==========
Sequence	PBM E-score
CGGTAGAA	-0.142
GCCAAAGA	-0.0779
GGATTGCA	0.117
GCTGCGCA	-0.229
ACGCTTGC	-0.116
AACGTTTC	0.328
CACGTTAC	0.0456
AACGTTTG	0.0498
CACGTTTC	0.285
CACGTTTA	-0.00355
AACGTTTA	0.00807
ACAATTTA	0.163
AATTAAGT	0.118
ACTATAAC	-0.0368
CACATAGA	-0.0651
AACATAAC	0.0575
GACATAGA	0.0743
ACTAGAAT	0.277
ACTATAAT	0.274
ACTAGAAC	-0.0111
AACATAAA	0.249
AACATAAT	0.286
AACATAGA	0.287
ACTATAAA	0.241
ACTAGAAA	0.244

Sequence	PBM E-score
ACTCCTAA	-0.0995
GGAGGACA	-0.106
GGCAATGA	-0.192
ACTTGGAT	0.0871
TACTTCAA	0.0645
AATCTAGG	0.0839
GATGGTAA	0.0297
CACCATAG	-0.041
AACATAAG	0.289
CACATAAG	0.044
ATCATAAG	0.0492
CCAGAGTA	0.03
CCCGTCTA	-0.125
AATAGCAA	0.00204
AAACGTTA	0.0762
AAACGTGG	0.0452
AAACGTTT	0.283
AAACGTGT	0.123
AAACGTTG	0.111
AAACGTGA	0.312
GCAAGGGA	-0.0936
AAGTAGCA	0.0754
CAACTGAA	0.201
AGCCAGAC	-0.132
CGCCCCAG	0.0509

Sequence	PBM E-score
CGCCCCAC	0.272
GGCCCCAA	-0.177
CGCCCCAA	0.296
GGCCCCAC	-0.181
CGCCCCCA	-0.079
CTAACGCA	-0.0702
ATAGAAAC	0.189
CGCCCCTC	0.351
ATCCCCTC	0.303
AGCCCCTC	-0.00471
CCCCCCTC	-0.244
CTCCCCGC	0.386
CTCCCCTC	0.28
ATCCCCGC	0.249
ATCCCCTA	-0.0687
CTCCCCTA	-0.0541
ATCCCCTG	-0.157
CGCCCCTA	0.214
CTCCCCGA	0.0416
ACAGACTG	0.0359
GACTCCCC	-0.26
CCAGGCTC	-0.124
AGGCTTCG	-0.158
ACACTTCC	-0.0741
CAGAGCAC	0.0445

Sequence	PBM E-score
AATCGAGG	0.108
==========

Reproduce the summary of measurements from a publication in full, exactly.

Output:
Sequence	PBM E-score
CGGTAGAA	-0.142
GCCAAAGA	-0.0779
GGATTGCA	0.117
GCTGCGCA	-0.229
ACGCTTGC	-0.116
AACGTTTC	0.328
CACGTTAC	0.0456
AACGTTTG	0.0498
CACGTTTC	0.285
CACGTTTA	-0.00355
AACGTTTA	0.00807
ACAATTTA	0.163
AATTAAGT	0.118
ACTATAAC	-0.0368
CACATAGA	-0.0651
AACATAAC	0.0575
GACATAGA	0.0743
ACTAGAAT	0.277
ACTATAAT	0.274
ACTAGAAC	-0.0111
AACATAAA	0.249
AACATAAT	0.286
AACATAGA	0.287
ACTATAAA	0.241
ACTAGAAA	0.244

Sequence	PBM E-score
ACTCCTAA	-0.0995
GGAGGACA	-0.106
GGCAATGA	-0.192
ACTTGGAT	0.0871
TACTTCAA	0.0645
AATCTAGG	0.0839
GATGGTAA	0.0297
CACCATAG	-0.041
AACATAAG	0.289
CACATAAG	0.044
ATCATAAG	0.0492
CCAGAGTA	0.03
CCCGTCTA	-0.125
AATAGCAA	0.00204
AAACGTTA	0.0762
AAACGTGG	0.0452
AAACGTTT	0.283
AAACGTGT	0.123
AAACGTTG	0.111
AAACGTGA	0.312
GCAAGGGA	-0.0936
AAGTAGCA	0.0754
CAACTGAA	0.201
AGCCAGAC	-0.132
CGCCCCAG	0.0509

Sequence	PBM E-score
CGCCCCAC	0.272
GGCCCCAA	-0.177
CGCCCCAA	0.296
GGCCCCAC	-0.181
CGCCCCCA	-0.079
CTAACGCA	-0.0702
ATAGAAAC	0.189
CGCCCCTC	0.351
ATCCCCTC	0.303
AGCCCCTC	-0.00471
CCCCCCTC	-0.244
CTCCCCGC	0.386
CTCCCCTC	0.28
ATCCCCGC	0.249
ATCCCCTA	-0.0687
CTCCCCTA	-0.0541
ATCCCCTG	-0.157
CGCCCCTA	0.214
CTCCCCGA	0.0416
ACAGACTG	0.0359
GACTCCCC	-0.26
CCAGGCTC	-0.124
AGGCTTCG	-0.158
ACACTTCC	-0.0741
CAGAGCAC	0.0445

Sequence	PBM E-score
AATCGAGG	0.108